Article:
The longitudinal cable strength on the x-axis corresponds to the diameters D30 of the two strength members 30 so that a decrease/increase in the strength member diameters causes a decrease/increase in the overall diameter and weight of the cable. With respect to the fiber strain S represented by curves CA, in practice there is a maximum allowable amount of fiber strain S under load (i.e., a maximum strain limit ST) that, when exceeded, greatly increases the fiber break rate. Thus, the strain limit line ST (shown in bold) is preferably not crossed in the direction that exceeds this limit. Likewise, there is a “no strain” limit represented by the “(0)ST” contour curve for curves CA, and the shaded area of the plot represents a “no fiber strain” region where the fiber in drop cable 10 has no fiber strain (i.e., S=0) under its maximum operating load.
Consider now starting on the x-axis at where the cost contour CC has a comparatively high relative cost of 100, and where the cable strength is also relatively high (about 430 kN), and where fiber 50 has a strain S of just over (0.75)ST. Moving to the left on the x-axis (i.e., EFL=0) to lower cable strengths enables a lower cost cable 10 to be made without the need for having excess fiber by essentially reducing the size (diameter) of support members 30 and thus the amount of material needed for protective cover 12.
This trend continues up to the point where the fiber strain limit ST for curves CA crosses the x-axis. At this point, further movement left (i.e., a further reduction in cable strength) is constrained along the ST contour; otherwise, this strain limit will be exceeded. However, following the ST contour to the left and upwards further decreases the cost of drop cable 10, but now requires increasing amounts of EFL. This trend of increasing amounts of EFL continues until the first (lower) low-temperature attenuation limit contour CB is reached at a point A. The amount of EFL required at position A is about 0.28%. This point represents an estimate of the balance between drop cable cost considerations and performance considerations for aerial applications.
Further movement to the left (lower cost) through the first low-temperature attenuation contour CB to the second (upper-most) counter CB and to a point B thereon is enabled by using a more bend-insensitive fiber 50. Alternatively, increasing the cavity size or the oval cavity eccentricity reduces the fiber strain S and allows for further cost reduction in the form of reduced strength-member diameters and less protective cover material.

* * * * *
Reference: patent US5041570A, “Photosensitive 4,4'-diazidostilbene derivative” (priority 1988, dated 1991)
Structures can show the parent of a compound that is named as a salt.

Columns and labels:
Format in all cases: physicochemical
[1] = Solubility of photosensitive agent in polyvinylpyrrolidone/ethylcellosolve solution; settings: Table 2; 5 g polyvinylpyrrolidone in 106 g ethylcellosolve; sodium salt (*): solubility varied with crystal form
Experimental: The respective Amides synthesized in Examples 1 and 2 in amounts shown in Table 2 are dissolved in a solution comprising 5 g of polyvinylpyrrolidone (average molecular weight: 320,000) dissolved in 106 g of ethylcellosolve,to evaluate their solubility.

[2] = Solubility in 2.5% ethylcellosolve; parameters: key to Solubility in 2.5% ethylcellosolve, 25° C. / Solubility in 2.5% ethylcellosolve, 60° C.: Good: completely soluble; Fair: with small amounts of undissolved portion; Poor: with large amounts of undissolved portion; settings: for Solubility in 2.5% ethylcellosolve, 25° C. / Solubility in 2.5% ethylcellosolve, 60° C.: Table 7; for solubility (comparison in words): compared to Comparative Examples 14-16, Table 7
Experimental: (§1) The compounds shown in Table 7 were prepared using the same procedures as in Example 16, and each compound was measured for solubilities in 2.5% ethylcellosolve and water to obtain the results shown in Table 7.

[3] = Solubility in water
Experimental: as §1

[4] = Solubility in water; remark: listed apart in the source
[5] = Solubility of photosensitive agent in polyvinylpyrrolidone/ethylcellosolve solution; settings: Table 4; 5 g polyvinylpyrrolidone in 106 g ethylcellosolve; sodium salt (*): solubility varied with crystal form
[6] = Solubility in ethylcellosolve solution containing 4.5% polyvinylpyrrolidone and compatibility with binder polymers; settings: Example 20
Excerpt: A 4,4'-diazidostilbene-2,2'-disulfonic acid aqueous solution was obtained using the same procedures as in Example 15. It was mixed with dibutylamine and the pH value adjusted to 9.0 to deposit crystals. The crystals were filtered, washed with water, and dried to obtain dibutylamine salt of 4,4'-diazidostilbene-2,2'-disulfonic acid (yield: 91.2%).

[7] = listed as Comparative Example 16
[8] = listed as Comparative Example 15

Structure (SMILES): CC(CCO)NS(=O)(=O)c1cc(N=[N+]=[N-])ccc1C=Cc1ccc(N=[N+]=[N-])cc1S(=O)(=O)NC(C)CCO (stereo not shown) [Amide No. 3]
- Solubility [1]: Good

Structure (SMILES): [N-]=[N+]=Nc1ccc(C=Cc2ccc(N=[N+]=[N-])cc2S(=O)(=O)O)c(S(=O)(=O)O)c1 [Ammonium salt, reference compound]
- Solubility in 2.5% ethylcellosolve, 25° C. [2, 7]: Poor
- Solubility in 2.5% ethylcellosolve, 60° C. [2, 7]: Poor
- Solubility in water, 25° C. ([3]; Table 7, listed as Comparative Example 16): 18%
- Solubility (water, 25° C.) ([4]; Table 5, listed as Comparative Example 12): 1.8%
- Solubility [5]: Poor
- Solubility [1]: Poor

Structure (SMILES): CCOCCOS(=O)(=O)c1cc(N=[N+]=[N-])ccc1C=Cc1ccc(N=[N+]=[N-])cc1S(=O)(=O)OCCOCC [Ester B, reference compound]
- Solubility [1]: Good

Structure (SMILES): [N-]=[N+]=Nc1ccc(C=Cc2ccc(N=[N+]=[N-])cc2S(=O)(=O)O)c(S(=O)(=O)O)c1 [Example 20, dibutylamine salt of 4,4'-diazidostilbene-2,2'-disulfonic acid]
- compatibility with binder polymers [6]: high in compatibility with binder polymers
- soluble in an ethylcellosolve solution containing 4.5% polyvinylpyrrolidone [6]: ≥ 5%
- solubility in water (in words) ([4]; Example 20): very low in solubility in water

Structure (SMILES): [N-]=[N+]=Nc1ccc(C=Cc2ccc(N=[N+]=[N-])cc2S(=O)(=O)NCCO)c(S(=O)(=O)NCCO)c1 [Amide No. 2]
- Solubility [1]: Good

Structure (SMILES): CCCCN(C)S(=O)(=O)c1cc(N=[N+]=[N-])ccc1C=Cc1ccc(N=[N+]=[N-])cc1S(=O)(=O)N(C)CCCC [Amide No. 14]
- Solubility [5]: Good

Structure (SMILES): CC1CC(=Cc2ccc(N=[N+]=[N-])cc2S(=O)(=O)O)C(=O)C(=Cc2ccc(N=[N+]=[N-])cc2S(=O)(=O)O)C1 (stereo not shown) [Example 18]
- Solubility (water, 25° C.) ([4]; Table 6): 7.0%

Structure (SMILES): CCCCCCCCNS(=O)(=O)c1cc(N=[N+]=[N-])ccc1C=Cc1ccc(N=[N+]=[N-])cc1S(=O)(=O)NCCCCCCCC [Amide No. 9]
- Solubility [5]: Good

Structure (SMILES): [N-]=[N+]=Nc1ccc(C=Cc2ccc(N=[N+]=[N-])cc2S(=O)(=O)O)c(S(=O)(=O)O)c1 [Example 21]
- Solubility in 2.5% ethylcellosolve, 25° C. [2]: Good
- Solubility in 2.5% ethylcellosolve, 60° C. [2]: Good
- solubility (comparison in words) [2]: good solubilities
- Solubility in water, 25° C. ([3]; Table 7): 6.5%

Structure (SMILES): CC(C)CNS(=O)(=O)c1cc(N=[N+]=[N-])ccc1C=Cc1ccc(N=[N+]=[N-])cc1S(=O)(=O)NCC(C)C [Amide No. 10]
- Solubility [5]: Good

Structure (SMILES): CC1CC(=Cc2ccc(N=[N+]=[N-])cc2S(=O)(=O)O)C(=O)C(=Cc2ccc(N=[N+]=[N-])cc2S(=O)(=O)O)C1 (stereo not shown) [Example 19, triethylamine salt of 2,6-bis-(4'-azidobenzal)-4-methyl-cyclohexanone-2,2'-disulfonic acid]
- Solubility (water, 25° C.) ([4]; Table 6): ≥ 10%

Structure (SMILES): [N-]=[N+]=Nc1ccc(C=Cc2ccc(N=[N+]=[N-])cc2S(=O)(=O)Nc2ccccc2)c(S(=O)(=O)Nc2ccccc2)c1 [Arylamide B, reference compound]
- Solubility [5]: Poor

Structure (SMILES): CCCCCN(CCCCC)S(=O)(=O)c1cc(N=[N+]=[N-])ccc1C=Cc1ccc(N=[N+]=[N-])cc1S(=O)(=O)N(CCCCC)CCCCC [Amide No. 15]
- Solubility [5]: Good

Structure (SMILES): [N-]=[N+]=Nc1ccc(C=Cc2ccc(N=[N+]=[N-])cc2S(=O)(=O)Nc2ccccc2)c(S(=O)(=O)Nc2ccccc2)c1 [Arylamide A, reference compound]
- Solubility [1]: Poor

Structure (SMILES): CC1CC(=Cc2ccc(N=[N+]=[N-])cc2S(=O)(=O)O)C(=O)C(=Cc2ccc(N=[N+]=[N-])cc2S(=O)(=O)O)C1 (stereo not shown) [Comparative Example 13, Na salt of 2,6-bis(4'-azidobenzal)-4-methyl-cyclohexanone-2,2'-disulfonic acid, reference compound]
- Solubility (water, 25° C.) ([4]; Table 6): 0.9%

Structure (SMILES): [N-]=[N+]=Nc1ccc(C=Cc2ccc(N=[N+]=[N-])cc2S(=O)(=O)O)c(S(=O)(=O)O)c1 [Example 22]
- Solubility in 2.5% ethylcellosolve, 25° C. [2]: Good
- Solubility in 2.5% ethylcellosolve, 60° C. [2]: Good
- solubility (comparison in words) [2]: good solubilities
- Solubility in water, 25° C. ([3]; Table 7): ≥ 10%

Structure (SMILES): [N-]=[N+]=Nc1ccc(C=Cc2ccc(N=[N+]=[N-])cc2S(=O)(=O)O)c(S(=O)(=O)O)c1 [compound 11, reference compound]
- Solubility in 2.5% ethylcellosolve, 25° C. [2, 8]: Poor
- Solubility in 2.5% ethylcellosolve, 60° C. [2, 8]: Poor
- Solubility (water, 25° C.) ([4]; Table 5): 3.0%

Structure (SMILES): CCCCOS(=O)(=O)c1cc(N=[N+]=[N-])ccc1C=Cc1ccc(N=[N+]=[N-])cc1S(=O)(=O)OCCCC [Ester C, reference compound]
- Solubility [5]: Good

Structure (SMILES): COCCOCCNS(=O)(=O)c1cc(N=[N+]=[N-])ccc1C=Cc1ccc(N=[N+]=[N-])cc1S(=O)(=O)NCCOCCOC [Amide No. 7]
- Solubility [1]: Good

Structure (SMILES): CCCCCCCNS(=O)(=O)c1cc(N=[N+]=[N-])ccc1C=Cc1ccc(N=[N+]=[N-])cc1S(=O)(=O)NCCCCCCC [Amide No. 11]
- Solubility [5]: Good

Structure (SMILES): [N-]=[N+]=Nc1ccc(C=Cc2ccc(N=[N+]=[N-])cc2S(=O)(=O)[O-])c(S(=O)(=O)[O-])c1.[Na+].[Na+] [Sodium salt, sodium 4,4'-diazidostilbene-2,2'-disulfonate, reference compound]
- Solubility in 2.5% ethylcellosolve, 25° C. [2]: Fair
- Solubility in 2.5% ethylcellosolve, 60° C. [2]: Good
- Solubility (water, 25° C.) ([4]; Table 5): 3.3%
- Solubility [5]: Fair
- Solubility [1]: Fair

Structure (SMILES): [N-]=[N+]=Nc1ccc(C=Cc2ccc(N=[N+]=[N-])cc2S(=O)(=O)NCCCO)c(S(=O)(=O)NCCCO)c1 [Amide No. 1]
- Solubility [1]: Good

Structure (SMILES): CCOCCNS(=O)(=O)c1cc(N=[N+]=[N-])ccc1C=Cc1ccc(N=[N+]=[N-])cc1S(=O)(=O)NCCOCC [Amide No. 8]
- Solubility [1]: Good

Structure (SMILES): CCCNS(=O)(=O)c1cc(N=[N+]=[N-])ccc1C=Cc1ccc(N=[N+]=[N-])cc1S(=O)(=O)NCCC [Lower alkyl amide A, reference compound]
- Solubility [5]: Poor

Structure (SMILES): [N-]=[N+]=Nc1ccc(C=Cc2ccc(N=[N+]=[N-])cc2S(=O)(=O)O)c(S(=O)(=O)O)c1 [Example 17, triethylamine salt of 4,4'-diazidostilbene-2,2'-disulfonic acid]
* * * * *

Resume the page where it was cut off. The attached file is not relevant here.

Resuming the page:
The present disclosure thus includes forming drop cable 10 so that the at least one fiber 50 contained in oval cavity 20 has an amount of strain S in the range 0.25ST≦S≦ST. Also in an example embodiment, (0.001)L≦EFL≦(0.004)L, (i.e., 0.1%≦EFL≦0.4%).
Note also that oval cavity 20 serves to accommodate the corresponding amount of EFL without having to increase the drop cable size, as would be required in the case of a circular cavity, thereby maintaining a lower cost.
Methods of Producing Low-Cost Drop Cables
An aspect of the present disclosure is directed to a cost-effective method of producing a low-cost drop cable 10. FIG. 7 is a schematic representation of an exemplary cable manufacturing apparatus (“apparatus”) 300 for making low-cost drop cable 10 using methods of the present disclosure.
Apparatus 300 includes support member payoff units 306 that payoff lengths of support members 30, and a fiber payoff unit 308 that pays off fiber 50. Fiber payoff unit 308 may include, for example, one or more rotating wheels (spools) that pay off one or more fibers 50. Apparatus 300 illustrates a drop cable manufacturing method that employs a single optical fiber 50, but other numbers, including 2, 4, 6, etc., of optical fibers, or groups of fibers arranged in ribbons, for example, can be used. In example embodiments, other approaches, such as flying off, may also be used to pay off one or more optical fibers 50 and/or support members 30.